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has slashed its
by more than half, but it's unclear if the company will be able to generate enough profit to keep paying it.
Analysts expect the lumber producer to lose money at least through next year. If the homebuilding industry doesn't recover, the company might have to reduce or eliminate quarterly payments to shareholders. Last month, Weyerhaeuser slashed its
to 25 cents a share from 60 cents.
The collapse of the U.S. housing market is sapping earnings at Weyerhaeuser. The company lost $8.61 a share last year after losing $1.15 in 2007. Analysts estimate it will lose $2.20 a share this year and 75 cents in 2010. A prolonged slump in homebuilding could extend the company's streak.
Investors had come to expect growing
from the Washington-based company, which has boosted its payout 5.1% a year on average for the past five years, according to
data. For the past 12 months, Weyerhaeuser's dividend yield was 5.7%, outpacing the 3.3% average of companies in the
index. The yield is projected to drop to 2.8% in the next year.
Weyerhaeuser executives face a simple question: Should the company keep giving shareholders 25-cent dividends each quarter if it lacks the income to finance the payments?
Weyerhaeuser's stock price, which topped $85 a share in March 2007, fell below $20 last month. The shares have plunged 44% in the past year. They tumbled more than the S&P 500, which sank 38%, but outperformed the 50% drop of S&P's index of timber companies.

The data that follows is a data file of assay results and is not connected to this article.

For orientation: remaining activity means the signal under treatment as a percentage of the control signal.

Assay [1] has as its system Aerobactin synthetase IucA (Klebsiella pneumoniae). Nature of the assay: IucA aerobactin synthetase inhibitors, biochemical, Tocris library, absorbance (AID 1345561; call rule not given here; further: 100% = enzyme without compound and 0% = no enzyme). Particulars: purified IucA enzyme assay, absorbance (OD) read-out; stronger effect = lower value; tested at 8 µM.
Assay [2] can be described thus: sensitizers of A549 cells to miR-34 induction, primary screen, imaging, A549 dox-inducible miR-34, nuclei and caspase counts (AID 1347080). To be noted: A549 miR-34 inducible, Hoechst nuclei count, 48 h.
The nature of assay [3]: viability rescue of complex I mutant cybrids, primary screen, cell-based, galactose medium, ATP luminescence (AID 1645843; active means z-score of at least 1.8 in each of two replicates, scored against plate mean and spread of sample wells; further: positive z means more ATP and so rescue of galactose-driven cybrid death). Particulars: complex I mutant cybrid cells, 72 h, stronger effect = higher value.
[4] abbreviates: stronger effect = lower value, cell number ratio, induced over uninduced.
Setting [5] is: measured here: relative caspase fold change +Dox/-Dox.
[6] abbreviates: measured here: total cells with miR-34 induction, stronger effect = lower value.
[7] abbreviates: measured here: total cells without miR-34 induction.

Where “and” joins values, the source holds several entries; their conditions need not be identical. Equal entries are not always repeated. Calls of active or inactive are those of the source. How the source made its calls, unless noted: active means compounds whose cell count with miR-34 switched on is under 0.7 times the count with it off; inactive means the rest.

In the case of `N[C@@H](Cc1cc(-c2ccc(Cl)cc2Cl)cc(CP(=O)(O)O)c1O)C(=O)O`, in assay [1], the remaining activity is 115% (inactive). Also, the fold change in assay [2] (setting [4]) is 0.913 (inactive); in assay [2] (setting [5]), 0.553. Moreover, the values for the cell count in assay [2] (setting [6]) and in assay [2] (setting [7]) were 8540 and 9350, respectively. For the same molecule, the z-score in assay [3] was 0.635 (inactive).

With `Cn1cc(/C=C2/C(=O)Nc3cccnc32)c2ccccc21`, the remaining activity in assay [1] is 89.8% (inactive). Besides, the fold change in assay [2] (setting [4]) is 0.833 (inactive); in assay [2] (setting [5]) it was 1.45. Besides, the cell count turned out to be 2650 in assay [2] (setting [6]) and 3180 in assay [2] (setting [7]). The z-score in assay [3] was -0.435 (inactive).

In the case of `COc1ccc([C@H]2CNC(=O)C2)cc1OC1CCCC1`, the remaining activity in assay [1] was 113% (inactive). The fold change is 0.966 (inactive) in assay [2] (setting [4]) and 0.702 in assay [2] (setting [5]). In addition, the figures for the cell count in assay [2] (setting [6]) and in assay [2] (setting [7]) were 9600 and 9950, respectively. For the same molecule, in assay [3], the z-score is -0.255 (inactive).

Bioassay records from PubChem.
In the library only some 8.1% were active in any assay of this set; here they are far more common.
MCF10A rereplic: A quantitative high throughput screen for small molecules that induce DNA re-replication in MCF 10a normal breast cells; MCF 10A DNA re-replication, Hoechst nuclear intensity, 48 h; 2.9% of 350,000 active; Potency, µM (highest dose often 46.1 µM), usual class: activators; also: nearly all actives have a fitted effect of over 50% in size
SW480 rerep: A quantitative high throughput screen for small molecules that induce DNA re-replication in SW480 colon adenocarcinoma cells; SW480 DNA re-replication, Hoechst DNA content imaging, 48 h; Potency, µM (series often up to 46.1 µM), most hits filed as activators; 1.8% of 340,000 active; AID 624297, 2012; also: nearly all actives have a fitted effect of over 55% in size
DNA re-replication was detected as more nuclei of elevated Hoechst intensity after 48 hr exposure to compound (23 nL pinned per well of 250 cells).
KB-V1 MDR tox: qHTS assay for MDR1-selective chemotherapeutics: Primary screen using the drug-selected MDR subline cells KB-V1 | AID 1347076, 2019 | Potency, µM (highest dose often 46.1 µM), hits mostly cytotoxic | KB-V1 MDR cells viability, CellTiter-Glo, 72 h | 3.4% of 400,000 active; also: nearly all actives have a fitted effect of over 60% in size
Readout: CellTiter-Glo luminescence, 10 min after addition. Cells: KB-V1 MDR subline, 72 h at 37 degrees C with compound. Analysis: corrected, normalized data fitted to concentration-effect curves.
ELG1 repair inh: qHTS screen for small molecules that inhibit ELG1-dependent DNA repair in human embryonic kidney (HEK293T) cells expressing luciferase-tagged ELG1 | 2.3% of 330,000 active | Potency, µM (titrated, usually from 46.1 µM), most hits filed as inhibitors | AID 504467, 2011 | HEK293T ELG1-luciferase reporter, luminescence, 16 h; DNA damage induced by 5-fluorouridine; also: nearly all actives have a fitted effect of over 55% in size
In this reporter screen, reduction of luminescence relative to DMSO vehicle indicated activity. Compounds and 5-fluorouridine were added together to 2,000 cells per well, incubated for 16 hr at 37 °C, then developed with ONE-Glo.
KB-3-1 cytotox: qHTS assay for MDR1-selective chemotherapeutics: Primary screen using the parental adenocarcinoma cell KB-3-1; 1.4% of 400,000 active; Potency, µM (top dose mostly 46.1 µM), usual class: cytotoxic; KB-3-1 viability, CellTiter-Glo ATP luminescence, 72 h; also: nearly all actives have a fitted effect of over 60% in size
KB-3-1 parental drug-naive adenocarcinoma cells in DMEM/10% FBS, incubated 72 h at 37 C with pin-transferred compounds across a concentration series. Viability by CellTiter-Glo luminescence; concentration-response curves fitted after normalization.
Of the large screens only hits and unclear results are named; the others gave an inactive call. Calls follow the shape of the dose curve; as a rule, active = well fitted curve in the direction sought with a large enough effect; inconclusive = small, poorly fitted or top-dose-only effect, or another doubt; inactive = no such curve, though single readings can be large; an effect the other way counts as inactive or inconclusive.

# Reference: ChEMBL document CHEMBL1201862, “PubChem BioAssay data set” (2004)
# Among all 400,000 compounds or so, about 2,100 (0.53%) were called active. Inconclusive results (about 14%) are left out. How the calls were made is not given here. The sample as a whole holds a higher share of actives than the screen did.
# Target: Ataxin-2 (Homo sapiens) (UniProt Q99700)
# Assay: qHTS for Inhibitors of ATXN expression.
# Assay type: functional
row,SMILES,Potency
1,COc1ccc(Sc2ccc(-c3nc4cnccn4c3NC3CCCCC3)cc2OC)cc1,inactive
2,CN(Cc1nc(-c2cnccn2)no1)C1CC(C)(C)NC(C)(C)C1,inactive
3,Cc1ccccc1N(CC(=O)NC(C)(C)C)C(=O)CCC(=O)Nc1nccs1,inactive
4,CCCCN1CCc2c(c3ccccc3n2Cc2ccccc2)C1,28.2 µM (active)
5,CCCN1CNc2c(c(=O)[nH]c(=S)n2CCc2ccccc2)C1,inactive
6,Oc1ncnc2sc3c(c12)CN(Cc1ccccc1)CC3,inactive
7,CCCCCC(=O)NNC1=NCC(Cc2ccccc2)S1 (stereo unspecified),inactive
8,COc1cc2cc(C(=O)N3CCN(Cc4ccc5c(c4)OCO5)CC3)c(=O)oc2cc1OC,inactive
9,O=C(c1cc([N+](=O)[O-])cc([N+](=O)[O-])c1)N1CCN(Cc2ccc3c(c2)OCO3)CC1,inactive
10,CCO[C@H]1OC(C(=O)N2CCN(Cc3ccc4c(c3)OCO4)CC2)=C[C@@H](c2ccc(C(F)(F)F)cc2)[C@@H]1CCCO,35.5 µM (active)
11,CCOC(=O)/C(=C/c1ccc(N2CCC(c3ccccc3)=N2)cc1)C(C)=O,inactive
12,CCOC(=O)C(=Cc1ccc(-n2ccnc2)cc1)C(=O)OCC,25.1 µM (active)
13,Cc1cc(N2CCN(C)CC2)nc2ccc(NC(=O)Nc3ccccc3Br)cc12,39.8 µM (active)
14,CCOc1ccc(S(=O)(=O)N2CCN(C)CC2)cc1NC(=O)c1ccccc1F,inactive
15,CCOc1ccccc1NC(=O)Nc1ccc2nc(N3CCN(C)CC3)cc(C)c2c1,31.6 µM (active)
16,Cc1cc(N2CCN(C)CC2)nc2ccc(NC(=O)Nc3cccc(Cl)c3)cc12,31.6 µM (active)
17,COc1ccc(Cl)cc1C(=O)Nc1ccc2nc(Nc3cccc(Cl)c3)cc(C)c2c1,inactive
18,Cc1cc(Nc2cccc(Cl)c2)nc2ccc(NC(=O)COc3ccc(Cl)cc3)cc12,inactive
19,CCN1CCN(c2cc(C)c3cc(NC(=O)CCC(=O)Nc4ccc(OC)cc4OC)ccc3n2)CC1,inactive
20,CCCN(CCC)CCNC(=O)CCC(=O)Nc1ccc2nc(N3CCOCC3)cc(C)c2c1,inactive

In February, Standard & Poor's downgraded Weyerhaeuser's credit rating to "BBB-minus," one step above junk status, from "BBB," compounding its woes.
The company had negative cash flow for the past two quarters, a trend that will likely continue, said S&P credit analyst Pamela Rice in a report. The 109-year-old firm's 5.7 million acres of forest and other assets "should allow them to weather the remainder of the housing downturn," she said.
Investors have questioned whether Weyerhaeuser should convert into a real estate investment trust, or REIT. The arrangement would force the company to pay 90% of its income to shareholders as dividends. The company would benefit by reducing its taxes.
Plum Creek Timber
have taken that route, some analysts question whether the move would help Weyerhaeuser. If the company was to become a REIT, it would have to meet asset and income regulations that might strain its resources or prove too restrictive.
Weyerhaeuser has a few factors working in its favor. The company reduced its debt by 19% last year to $6 billion and boosted its cash to $2.29 billion. It has been closing factories and laying off workers to cut costs.
Those improvements might help Weyerhaeuser short-term, but the company will continue to suffer until consumers start buying new homes again. We've assigned the company a D grade, a recommendation to "sell."
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Richard Widows is a senior financial analyst for TheStreet.com Ratings. Prior to joining TheStreet.com, Widows was senior product manager for quantitative analytics at Thomson Financial. After receiving an M.B.A. from Santa Clara University in California, his career included development of investment information systems at data firms, including the Lipper division of Reuters. His international experience includes assignments in the U.K. and East Asia.